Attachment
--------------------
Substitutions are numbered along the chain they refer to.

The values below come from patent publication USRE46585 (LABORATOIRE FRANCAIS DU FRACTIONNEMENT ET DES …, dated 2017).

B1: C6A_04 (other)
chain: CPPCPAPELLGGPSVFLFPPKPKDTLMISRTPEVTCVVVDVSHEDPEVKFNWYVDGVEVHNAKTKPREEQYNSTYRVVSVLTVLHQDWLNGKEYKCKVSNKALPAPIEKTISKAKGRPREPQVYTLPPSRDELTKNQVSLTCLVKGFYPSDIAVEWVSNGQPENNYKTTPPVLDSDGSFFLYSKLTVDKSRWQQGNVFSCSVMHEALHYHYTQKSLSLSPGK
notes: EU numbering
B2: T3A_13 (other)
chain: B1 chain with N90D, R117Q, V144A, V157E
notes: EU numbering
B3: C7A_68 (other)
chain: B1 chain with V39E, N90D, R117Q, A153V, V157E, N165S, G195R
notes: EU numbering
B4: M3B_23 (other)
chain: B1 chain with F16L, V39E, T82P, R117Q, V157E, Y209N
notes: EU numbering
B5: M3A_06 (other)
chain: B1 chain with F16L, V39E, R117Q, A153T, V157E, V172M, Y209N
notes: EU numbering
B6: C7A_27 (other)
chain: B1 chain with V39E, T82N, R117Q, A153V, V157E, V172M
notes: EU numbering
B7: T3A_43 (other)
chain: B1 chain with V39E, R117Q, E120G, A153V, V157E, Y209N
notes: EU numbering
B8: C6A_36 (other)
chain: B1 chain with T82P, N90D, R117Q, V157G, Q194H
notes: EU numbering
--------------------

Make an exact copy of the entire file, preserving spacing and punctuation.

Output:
Substitutions are numbered along the chain they refer to.

The values below come from patent publication USRE46585 (LABORATOIRE FRANCAIS DU FRACTIONNEMENT ET DES …, dated 2017).

B1: C6A_04 (other)
chain: CPPCPAPELLGGPSVFLFPPKPKDTLMISRTPEVTCVVVDVSHEDPEVKFNWYVDGVEVHNAKTKPREEQYNSTYRVVSVLTVLHQDWLNGKEYKCKVSNKALPAPIEKTISKAKGRPREPQVYTLPPSRDELTKNQVSLTCLVKGFYPSDIAVEWVSNGQPENNYKTTPPVLDSDGSFFLYSKLTVDKSRWQQGNVFSCSVMHEALHYHYTQKSLSLSPGK
notes: EU numbering
B2: T3A_13 (other)
chain: B1 chain with N90D, R117Q, V144A, V157E
notes: EU numbering
B3: C7A_68 (other)
chain: B1 chain with V39E, N90D, R117Q, A153V, V157E, N165S, G195R
notes: EU numbering
B4: M3B_23 (other)
chain: B1 chain with F16L, V39E, T82P, R117Q, V157E, Y209N
notes: EU numbering
B5: M3A_06 (other)
chain: B1 chain with F16L, V39E, R117Q, A153T, V157E, V172M, Y209N
notes: EU numbering
B6: C7A_27 (other)
chain: B1 chain with V39E, T82N, R117Q, A153V, V157E, V172M
notes: EU numbering
B7: T3A_43 (other)
chain: B1 chain with V39E, R117Q, E120G, A153V, V157E, Y209N
notes: EU numbering
B8: C6A_36 (other)
chain: B1 chain with T82P, N90D, R117Q, V157G, Q194H
notes: EU numbering